Private clinics reject claims of mishandling of cancer drugs
Call for tighter regulations, amid fears patients and staff exposed to dangerous fumes
Private cancer-treatment clinics yesterday rejected allegations by pharmacists that their safety measures were inadequate to protect patients and staff.
However, both sides backed calls for guidelines to be drawn up, after the Society of Hospital Pharmacists found 19 clinics in commercial buildings handling chemotherapy drugs without taking adequate precautions.
Yesterday, six of the clinics that the society suspected lacked safety equipment for intravenous chemotherapy, said they had "safety cabinets" for the cancer-causing chemotherapy drugs.
Cabinets prevent drug fumes from leaking into the air, and bacteria from contaminating drugs.
Dr Yau Tsz-kok, an oncologist at one of the six clinics, switched from a public hospital to private practice in Hang Lung Centre in Causeway Bay earlier this year.
In his experience, not all hospitals required bacteria-free "clean rooms" for chemotherapy drug-handling procedures.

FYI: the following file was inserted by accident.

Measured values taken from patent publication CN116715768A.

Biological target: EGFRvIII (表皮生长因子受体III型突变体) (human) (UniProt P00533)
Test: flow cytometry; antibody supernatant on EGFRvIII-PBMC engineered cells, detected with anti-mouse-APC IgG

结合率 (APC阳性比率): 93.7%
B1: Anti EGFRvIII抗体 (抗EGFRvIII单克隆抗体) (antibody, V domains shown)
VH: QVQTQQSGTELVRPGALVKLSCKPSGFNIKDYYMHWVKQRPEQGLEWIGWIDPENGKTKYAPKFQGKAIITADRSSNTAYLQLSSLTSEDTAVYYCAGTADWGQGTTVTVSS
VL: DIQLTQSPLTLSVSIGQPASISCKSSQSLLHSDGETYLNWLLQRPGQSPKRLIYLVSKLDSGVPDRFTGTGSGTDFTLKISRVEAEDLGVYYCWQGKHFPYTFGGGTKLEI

But society president William Chui Chun-ming, a pharmacist at a public hospital, said all hospitals followed international standards of using "clean rooms" for handling chemotherapy drugs.
From pictures he had seen, Chui said most of the safety cabinets in private clinics were ones used in laboratories, not fully enclosed to protect staff and patients, and prevent drug fumes from leaking into the building ventilation system.
The Food and Health Bureau has now appointed a committee to review regulations covering private medical organisations.
The Environmental Protection Department said it would advise on ventilation systems needed to ensure the public's health.
With regard to clinic staff's safety, the Labour Department said it already conducted regular inspections at medical organisations, and would follow up those named by the survey.
Private medical practices are already under scrutiny after an intravenous treatment at a DR Beauty centre left one woman dead and three in hospital.
Medical-sector legislator Dr Leung Ka-lau said there were now no laws governing these procedures in private clinics.
Dr Wesely Shiu Cho-tak, whose clinic in the Yip Fung Building in Central is one of the 19 in the pharmacists' report, said it had no safety cabinet, but used disposable filtered venting needles to prevent drug leakage.
Dr Kevin Loh Kai-tsu, who provides intravenous chemotherapy at an Admiralty Centre clinic with safety cabinets, could not estimate the level of risk any exposure to these drugs entailed.
The other clinics did not respond to inquiries.
"There is no study showing medical staff processing these drugs have a higher chance of getting cancer, but theoretically, there is the risk," Loh said.